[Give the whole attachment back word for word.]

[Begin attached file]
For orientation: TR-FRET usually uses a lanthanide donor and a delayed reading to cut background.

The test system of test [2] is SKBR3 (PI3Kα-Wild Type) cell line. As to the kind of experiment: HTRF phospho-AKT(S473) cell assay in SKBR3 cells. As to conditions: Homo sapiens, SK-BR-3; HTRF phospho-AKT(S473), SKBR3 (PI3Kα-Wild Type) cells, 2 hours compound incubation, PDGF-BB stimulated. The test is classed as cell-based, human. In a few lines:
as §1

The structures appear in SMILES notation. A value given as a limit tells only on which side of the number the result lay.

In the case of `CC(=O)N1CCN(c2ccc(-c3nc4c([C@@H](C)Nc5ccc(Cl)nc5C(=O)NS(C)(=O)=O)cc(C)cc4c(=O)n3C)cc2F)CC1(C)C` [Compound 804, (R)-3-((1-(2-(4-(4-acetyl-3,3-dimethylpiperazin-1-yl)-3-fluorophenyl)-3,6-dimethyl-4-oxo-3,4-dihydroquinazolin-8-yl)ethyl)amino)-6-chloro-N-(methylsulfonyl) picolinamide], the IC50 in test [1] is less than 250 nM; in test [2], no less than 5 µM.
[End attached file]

For orientation: TR-FRET usually uses a lanthanide donor and a delayed reading to cut background.

The test system of test [2] is SKBR3 (PI3Kα-Wild Type) cell line. As to the kind of experiment: HTRF phospho-AKT(S473) cell assay in SKBR3 cells. As to conditions: Homo sapiens, SK-BR-3; HTRF phospho-AKT(S473), SKBR3 (PI3Kα-Wild Type) cells, 2 hours compound incubation, PDGF-BB stimulated. The test is classed as cell-based, human. In a few lines:
as §1

The structures appear in SMILES notation. A value given as a limit tells only on which side of the number the result lay.

In the case of `CC(=O)N1CCN(c2ccc(-c3nc4c([C@@H](C)Nc5ccc(Cl)nc5C(=O)NS(C)(=O)=O)cc(C)cc4c(=O)n3C)cc2F)CC1(C)C` [Compound 804, (R)-3-((1-(2-(4-(4-acetyl-3,3-dimethylpiperazin-1-yl)-3-fluorophenyl)-3,6-dimethyl-4-oxo-3,4-dihydroquinazolin-8-yl)ethyl)amino)-6-chloro-N-(methylsulfonyl) picolinamide], the IC50 in test [1] is less than 250 nM; in test [2], no less than 5 µM.